Millennials are shelling out hundreds to wear pics of their pets

Millennials are shelling out hundreds to wear pics of their pets

Brittain Sullivan isn’t the type of person to decorate her home with puppy portraits or create an Instagram account for her dog. Yet, a few months ago, the 34-year-old Chinatown resident strolled into the hip Soho boutique Opening Ceremony. Soon, she was shelling out close to $500 to have someone embroider an image of her husband’s cheeky papillon, Gidget, onto a sweater.

Matthew Finkle wearing his custom embroidered sweater with his dog Gidget on the back.Tamara Beckwith/NY Post

“When I heard the price I was like, ‘I think I have to lie down,’ ” Sullivan, who works in the fashion industry, tells The Post. “But it was worth every penny.”

Her husband, Matt Finkle, agrees. “When I turned the sweater around and saw Gidget in the back I definitely started crying,” says the 38-year-old hospitality manager. “I wear it once a week. My co-workers call it my lucky sweater.”

Wearing your pet’s likeness on a T-shirt or hoodie used to be for crazy cat ladies and eccentric animal lovers. No longer. With Opening Ceremony offering customized wearable pet portraits through its Get Personal program, stylish 20- and 30-somethings are getting their furry friends stitched onto merch — and paying a lot of dough for it.

The animal embroideries, done by designers Alisha Trimble and Whitney Washington, start at $500, and can cost upward of $1,000, depending on the size and extra embellishments. (The work can only be done on a garment newly purchased at Opening Ceremony.) Get Personal also offers simpler designs, like monograms, for $45, but the dog portraits officially launched this month.

Designers Alisha Trimble (left) and Whitney Washington at Opening Ceremony.Courtesy of Alisha Trimble and Whitney Washington

“It seemed obvious we needed to offer custom pet portraits,” Trimble tells The Post. “Plus, it’s the Year of the Dog [in China] . . . so it just seemed perfect.”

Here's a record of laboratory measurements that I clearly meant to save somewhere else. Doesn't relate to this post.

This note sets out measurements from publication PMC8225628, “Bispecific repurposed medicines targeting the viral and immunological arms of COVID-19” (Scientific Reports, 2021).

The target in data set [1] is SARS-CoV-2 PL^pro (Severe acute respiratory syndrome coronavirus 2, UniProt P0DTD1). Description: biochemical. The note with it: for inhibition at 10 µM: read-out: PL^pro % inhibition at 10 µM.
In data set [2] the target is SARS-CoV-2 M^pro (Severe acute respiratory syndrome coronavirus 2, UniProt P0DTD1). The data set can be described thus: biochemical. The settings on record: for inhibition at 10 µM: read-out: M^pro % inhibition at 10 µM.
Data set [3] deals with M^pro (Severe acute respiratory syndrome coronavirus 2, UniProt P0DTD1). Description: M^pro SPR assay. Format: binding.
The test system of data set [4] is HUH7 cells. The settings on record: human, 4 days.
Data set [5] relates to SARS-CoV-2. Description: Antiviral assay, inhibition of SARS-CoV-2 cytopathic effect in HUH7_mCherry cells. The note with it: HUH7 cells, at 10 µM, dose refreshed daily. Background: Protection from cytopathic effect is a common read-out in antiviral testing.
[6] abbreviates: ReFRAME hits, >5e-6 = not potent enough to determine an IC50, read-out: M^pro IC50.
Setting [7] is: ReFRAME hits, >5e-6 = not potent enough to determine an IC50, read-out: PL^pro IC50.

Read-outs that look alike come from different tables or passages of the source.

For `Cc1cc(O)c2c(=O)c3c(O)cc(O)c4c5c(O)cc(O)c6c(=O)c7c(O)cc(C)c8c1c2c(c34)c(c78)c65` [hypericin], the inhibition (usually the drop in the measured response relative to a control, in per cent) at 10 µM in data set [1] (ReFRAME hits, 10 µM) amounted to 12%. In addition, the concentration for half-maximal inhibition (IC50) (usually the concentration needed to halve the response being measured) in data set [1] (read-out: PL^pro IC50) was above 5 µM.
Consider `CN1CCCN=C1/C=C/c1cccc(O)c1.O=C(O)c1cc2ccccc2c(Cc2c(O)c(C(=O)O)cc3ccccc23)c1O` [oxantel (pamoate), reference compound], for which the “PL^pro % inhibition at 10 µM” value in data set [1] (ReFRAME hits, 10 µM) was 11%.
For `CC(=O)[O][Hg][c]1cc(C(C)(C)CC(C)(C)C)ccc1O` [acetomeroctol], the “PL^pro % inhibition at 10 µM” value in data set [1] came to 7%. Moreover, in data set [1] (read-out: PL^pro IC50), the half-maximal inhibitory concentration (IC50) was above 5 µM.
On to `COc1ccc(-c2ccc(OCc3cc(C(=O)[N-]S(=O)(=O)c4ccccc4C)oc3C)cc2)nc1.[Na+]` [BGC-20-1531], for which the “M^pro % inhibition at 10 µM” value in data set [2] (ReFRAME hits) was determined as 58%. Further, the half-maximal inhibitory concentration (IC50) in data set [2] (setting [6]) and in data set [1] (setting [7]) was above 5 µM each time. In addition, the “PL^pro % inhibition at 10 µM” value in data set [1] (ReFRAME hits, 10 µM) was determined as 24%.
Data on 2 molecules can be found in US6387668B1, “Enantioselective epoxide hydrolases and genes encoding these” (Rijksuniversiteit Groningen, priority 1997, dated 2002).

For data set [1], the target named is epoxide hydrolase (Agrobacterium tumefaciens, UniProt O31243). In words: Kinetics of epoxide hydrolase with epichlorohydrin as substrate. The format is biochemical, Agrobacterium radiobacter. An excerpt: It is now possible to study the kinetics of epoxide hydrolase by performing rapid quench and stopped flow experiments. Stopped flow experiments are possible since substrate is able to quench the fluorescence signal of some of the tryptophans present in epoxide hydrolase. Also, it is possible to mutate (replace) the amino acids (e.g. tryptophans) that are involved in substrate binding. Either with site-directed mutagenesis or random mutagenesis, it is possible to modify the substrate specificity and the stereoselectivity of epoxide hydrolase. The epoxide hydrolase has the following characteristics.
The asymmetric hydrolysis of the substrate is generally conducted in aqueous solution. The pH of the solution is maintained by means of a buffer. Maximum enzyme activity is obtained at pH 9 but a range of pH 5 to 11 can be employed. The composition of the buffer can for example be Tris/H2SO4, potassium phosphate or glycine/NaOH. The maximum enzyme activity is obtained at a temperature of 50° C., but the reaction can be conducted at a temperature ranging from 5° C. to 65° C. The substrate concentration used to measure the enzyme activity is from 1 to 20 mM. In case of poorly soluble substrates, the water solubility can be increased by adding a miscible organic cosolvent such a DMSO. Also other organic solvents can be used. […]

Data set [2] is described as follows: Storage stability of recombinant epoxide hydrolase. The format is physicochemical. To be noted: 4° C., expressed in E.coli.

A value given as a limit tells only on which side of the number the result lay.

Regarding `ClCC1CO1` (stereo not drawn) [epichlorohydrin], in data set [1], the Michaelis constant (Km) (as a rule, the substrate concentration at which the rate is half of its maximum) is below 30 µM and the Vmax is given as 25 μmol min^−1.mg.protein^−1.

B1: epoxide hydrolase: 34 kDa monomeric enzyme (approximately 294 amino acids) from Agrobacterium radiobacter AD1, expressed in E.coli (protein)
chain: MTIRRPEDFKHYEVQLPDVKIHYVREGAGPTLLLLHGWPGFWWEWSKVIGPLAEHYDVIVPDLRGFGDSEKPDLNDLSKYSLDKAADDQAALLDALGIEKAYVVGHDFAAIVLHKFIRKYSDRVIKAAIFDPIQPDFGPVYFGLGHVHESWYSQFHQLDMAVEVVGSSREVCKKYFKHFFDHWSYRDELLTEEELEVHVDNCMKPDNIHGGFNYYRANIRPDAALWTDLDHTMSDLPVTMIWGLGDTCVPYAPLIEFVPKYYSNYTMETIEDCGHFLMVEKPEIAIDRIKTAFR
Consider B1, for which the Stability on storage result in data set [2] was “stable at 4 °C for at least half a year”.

Customers first choose a clothing item from the store — hoodies and sweatshirts are the most popular, though Trimble has done custom embroideries on organza dresses, too. The client then sends in several photos of their pup.

Courtesy of Alisha Trimble and Whitney Washington

“We create a mood board and ask a lot of questions to get the essence of their dog,” says Trimble. “We want to capture what’s special about their pet.”

The artists render an illustration on a computer, using embroidery software to select thread colors and stitches to create a pattern that looks like the pet, but is also “stylized.” The whole process takes one to two weeks.

At the end, the shopper not only gets their garment, but a sample embroidery they can hang in their home. Duplicates of the portrait can be embroidered onto additional items purchased from the shop for $150 each.

Customers say it’s worth the money. “My dog is like my little baby,” says Jeni Takekawa, a 30-year-old product manager who ordered a sweatshirt embroidered with her short-haired Brussels Griffon, Darth Yoda McGriddle, during her last visit to New York. “It was crazy: They brought her to life on a little crewneck,” says the Beaverton, Oregon, resident. “I cried when I got it.”

https://nypost.com/2018/03/30/millennials-are-shelling-out-hundreds-to-wear-pics-of-their-pets/

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